By: Mike Anderson

Ontario’s new tiered approach to Covid restrictions is welcome news for local restaurant, bar and gym owners, who were forced to close when the province moved York Region back to a modified Stage 2 on October 19. 

York Region has reopened as “Orange-Restrict,” which means indoor dining is allowed with a maximum capacity of 50 people. However, only four people can be seated together. Restaurants and bars must also close by 10 p.m. and cannot serve alcohol after 9 p.m.

Restrictions for gyms include a capacity of 50 patrons, who can only stay a maximum of one hour. 

Each colour-code is based on data from different health units, with reassessments occurring every 28 days. For instance, the test positivity rating – the percentage of tests that are positive – for the Orange-Restrict level must be between 2.5 and 9.9 per cent. 

York Region has a current test positivity rating of 5 per cent – so there is some room before the region is bumped up to the next level, Red-Control, which would bring back modified Stage 2 restrictions. 

However, it is possible that a sudden spike in cases, like we see in Peel Region, could push York, and Georgina along with it, into the Red zone.

This would be unfortunate, as Georgina’s test positivity rate is just one per cent, with 13 active cases. And, according to public health, our local restaurants, bars and gyms have not experienced any outbreaks.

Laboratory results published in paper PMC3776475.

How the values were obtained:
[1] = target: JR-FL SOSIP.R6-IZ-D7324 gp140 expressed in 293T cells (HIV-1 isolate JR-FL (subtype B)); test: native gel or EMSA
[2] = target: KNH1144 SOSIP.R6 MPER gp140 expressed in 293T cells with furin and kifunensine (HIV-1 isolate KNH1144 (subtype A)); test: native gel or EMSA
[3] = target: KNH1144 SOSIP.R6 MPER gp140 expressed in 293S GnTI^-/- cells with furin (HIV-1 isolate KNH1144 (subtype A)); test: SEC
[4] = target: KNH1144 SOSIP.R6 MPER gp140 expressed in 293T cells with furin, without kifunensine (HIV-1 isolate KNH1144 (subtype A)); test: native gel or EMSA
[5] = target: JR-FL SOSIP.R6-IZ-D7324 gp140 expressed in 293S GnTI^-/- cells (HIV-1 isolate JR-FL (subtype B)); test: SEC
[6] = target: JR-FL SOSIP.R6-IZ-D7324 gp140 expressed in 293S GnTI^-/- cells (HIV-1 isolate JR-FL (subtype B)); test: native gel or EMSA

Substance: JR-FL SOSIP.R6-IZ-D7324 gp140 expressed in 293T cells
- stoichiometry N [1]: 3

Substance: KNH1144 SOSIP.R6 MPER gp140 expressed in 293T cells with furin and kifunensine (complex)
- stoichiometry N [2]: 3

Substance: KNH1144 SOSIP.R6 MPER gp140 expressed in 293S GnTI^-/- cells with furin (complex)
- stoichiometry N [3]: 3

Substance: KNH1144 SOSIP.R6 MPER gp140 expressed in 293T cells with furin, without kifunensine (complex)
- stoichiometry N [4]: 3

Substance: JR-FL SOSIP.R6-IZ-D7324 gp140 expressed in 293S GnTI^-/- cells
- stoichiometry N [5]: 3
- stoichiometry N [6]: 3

At a special York Region Council session on Nov 3, Mayor Margaret Quirk asked Dr. Karim Kurji, the region’s medical officer of health, whether a more surgical approach could be taken with smaller N6 municipalities, like Georgina, carving them off from the rest of the region. 

Dr. Kurji does not support this option.

“Carving up the region is going to pose enormous challenges for us because it would mean different communications strategies, different enforcement strategies, and different rules,” he said.

However, as Georgina’s active cases continue to remain substantially lower than other larger municipalities, like Markham and Vaughan, the argument for a more surgical approach remains. 

Should small retailers be allowed to stay open during lockdown?
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